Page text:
On Friday, I was playing the music of a recently departed hero of mine with some friends and family when I heard about the death of another one.
This is the way it’s gonna go for us now. Our heroes are leaving us. If you’re like me, you feel insulted, offended and angry, particularly when you consider the number of people who bring nothing but darkness and enmity into the world who still live on, while artists who have given such immense joy to so many are so often gone too soon.
But angry at what? Or at whom? Were we really expecting some sort of cosmic justice here? Did we really think the music would provide us with a hall pass, or excuse us from the Brutal Reality 101 symposium? No. Death waits for the genius and the jerk alike.
Losing David Bowie in January hit me and millions of others like a shovel to the back of the head. 2015 was a bang-up year for the rock ’n’ roll Grim Reaper in general. Lemmy, Allen Toussaint, Scott Weiland, George Martin, Glen Frey, Chris Squire ... can I please just stop now? This is starting to hurt all over again.
Add to the list the man who, for my money, was the most gifted and daring rock keyboardist of all time, the Maestro Keith Emerson, whose death was reported just as we were getting ready to pay tribute to Bowie last Friday evening. Hearing of Emerson’s death was bad enough. But when, a few hours later, news started spreading that Emerson had taken his own life, well, the universe felt cold and cruel and so far from just, fair and orderly that insisting otherwise seemed foolish and naive.
We have to let those feelings go, though. They do no one any good. Something Carlos Santana said to me in 2003 has stuck with me ever since: “It’s what we choose to acknowledge and to celebrate within ourselves that defines who we are,” Santana said, and he was right. If we spend our time with a clenched brow contemplating the injustice of it all and focusing on the pain, we’re not celebrating life or honoring those we’ve lost.
The only way to truly honor them is to listen to the music, to talk about it, play it, share it with others, and turn kids on to it. It’s clear that music can transcend the lives of the musicians themselves. I think of it this way: John Coltrane died on the day I was born. I’ve maintained a relationship with his music for decades, despite the fact that he has been dead my whole life. For me, Coltrane feels alive, every time I play his music.
Emerson’s death is a particularly bitter pill to swallow for fans of his genre-defining work with Emerson Lake & Palmer and the Nice. Having suffered pain from serious nerve damage in his hands for years, Emerson was finding it difficult to play piano at the level of virtuosity he’d been accustomed to for most of his life. Whether this fact created the depression into which he sank, or merely exacerbated it, is difficult to know. Regardless, Emerson’s girlfriend Mari Kawaguchi told the Daily Mail that Emerson was “tormented with worry that he wouldn’t be good enough” to perform at the expected level during a Japanese tour.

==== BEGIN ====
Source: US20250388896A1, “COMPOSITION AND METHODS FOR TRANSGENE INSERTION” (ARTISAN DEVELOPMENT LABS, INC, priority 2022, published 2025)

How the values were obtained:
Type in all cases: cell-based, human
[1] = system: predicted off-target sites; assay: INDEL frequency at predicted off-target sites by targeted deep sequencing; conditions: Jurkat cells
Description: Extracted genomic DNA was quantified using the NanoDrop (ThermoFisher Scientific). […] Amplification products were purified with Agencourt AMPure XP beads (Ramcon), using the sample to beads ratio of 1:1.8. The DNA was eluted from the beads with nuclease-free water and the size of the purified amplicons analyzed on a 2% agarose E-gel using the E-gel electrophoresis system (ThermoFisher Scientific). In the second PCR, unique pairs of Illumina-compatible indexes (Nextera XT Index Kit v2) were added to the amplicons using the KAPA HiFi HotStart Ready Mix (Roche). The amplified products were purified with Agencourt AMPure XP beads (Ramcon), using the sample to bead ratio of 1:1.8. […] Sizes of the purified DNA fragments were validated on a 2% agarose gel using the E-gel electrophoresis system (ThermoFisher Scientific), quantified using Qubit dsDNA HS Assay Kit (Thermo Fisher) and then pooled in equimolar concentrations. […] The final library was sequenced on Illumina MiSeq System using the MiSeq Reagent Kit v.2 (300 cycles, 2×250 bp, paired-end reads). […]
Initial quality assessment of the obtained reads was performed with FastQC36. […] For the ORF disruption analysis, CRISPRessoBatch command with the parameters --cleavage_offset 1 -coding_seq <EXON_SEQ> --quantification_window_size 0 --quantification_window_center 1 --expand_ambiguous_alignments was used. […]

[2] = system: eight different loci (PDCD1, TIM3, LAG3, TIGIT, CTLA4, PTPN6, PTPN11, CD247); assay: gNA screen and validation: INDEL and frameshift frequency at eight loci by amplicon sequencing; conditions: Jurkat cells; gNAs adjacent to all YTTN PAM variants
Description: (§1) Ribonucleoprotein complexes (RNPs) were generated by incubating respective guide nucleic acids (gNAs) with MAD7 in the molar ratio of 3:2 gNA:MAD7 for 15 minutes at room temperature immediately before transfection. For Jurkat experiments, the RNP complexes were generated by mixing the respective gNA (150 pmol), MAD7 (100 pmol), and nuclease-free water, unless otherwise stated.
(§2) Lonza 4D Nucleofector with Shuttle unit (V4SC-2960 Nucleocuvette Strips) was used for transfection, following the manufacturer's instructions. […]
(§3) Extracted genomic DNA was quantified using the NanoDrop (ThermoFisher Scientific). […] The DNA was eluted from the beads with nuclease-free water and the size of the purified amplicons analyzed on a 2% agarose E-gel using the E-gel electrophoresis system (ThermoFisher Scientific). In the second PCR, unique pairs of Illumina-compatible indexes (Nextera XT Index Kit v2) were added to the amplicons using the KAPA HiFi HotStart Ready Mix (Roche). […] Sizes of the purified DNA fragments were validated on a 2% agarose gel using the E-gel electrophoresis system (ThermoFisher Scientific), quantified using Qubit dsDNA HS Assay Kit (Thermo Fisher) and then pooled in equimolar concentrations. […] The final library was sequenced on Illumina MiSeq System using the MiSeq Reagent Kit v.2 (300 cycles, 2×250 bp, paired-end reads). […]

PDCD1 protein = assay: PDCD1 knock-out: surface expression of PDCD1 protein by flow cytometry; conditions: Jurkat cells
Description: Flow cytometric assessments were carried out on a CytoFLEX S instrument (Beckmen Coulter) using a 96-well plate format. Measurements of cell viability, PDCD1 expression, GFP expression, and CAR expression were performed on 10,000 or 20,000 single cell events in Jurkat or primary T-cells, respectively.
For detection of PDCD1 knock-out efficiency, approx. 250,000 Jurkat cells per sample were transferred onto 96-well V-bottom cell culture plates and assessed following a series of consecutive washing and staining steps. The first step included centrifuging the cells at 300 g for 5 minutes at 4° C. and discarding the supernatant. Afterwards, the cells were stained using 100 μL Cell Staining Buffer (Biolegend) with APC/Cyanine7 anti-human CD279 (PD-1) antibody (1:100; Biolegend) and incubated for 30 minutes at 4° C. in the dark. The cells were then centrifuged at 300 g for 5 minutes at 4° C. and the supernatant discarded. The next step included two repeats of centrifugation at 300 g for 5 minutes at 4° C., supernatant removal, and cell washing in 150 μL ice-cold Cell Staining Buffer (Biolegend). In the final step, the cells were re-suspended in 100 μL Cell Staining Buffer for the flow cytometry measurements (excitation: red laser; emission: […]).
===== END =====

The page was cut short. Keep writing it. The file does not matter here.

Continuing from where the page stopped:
That “expected level” was dauntingly high, of course, for Emerson was a virtuoso of the first order, a pianist capable of playing complex classical pieces, revamped takes on Aaron Copland compositions, serious Dixieland and bebop solos, burning Hammond organ forays and highly inventive synthesizer interludes and solo excursions, all within the span of a single concert and often within a single song.
He was the most legitimate of the progressive rock keyboardists of the 1960s and ’70s, precisely because he was never faking his way through the music or hiding a lack of knowledge behind an excess of flash. Whether he was translating Mussorgsky’s “Pictures at an Exhibition” into a majestic piece of rock music, pushing the capabilities of the Moog synth throughout the epic “Tarkus,” or filling the entirety of the first side of ELP’s 1977 double album “Works” with his brilliant and evocative “Piano Concerto #1,” Emerson was a breathtakingly inventive musician who understood music on a profoundly deep level.
It is by now accepted as fact that the first wave of punk rockers in the UK of the late ’70s was reacting against the flamboyant bombast and elite virtuosity of ’70s progressive rock bands, with ELP being the most offensive of the bunch. Punk, this logic suggests, came along to make the music primal again, thereby wresting it from the hands of schooled musicians and returning it to “the people.” This is mostly nonsense – after all, John Lydon (nee Johnny Rotten of the Sex Pistols) was a huge Bowie fan, and on the other side of the pond a few years later, Bob Stinson of post-punk/garage rock icons the Replacements revered Steve Howe of Yes. Most of the people who truly despised prog-rock were critics, who didn’t like it because they couldn’t possibly play it, and were far too lazy to attempt to understand it.
“I’m not one of those who exalt rock’s native ‘simplicity,’ who claim how much more authentic such efforts are and who regard efforts to intellectualize rock as misguided,” former Teenage Jesus & the Jerks and current Nick Cave & the Bad Seeds drummer James Sclavunos wrote in the Guardian shortly after Emerson’s death. “I’m more intrigued by rock musicians who overreached, and by the uncomfortable intersections of intellectual intent and popular music they came up with.”
Emerson was clearly one of those who overreached. Bless him for it.